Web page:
A shrew's fiddle or neck violin is a variation of the yoke, pillory or rigid irons whereby the wrists are locked in front of the bound person by a hinged board or steel bar. It was originally used in the Middle ages as a way of punishing women who were caught bickering or fighting.
The shrew's fiddle was used in medieval Germany and Austria, where it was known as a Halsgeige, meaning "neck viola" or "neck violin". It was originally made out of two pieces of wood fitted with a hinge and a lock at the front. The shrew's fiddle consisted of three holes. One was a large hole for the neck and the other two were smaller holes which fastened the wrists in front of the face.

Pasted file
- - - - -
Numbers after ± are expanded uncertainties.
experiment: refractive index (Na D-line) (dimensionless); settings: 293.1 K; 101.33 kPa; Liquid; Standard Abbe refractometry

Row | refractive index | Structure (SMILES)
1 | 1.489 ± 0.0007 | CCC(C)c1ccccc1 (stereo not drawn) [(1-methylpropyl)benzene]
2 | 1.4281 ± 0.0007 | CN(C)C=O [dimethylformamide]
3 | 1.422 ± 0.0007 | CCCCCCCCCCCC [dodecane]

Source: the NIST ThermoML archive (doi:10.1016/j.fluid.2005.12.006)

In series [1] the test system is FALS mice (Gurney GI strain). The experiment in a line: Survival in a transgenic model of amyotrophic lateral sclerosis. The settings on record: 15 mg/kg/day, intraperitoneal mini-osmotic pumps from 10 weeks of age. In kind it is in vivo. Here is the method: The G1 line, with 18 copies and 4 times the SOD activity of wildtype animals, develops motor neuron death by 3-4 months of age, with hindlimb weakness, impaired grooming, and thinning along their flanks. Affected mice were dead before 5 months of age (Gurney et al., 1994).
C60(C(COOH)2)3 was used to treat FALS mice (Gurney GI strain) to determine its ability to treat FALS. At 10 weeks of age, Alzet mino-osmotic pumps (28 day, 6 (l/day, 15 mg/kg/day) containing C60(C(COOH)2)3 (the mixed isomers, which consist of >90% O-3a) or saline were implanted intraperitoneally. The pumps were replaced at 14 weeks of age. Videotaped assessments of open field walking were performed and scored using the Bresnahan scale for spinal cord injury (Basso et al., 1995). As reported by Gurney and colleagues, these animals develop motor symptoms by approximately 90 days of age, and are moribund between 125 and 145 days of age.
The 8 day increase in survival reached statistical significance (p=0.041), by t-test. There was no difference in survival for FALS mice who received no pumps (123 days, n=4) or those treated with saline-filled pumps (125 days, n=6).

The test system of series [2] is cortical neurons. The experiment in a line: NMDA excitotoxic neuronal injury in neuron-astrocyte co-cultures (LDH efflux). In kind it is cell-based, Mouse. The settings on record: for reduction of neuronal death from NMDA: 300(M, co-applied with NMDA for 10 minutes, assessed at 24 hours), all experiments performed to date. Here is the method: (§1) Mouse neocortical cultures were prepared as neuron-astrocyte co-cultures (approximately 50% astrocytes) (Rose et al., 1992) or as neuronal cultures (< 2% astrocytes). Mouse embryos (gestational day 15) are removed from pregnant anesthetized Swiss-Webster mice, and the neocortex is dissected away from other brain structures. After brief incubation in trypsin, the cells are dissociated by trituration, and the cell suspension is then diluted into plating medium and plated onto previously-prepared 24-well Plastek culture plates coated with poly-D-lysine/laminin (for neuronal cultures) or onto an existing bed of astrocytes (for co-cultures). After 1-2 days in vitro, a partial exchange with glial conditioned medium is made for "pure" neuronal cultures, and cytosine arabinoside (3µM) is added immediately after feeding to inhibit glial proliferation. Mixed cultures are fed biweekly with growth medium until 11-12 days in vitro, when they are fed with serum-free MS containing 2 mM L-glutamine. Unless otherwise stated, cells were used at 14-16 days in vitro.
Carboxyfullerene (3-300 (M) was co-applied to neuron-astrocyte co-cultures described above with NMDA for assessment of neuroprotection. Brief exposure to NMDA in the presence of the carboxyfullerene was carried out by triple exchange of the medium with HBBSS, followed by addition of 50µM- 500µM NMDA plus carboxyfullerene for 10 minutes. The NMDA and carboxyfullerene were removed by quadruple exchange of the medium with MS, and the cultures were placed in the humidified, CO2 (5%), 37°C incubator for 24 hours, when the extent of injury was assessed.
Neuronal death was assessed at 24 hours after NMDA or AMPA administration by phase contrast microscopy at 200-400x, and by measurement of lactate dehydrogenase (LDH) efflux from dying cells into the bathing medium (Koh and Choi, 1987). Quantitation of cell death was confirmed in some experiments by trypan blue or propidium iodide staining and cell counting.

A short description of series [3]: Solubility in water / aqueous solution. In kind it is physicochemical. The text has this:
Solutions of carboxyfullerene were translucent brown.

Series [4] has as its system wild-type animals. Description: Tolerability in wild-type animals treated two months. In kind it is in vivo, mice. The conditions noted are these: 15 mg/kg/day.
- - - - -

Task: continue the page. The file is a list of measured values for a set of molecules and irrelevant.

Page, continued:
A bell was sometimes attached to this portable pillory, to alert townspeople that the victim was approaching so that she might be mocked and otherwise humiliated. Another version was a "double fiddle" by which two people could be attached together face-to-face, forcing them to talk to each other. They were not released until the argument had been resolved.
Steampunk version shown in product picture.
Dimensions: Fiddle is 24" long, about 11" wide, and 1.5" thick.
The default wrist holes are 7.8" in circumferance(2.5" dia.), and the neck hole is 18.8" or 6" Diam.
Because our head and hands are much larger then our neck and wrists, these sizes will work for most people.
Different hole sizes are available for those that need them.
The finish is called shipwrecked and is raised wood grain and spar urethane finished for easy cleaning.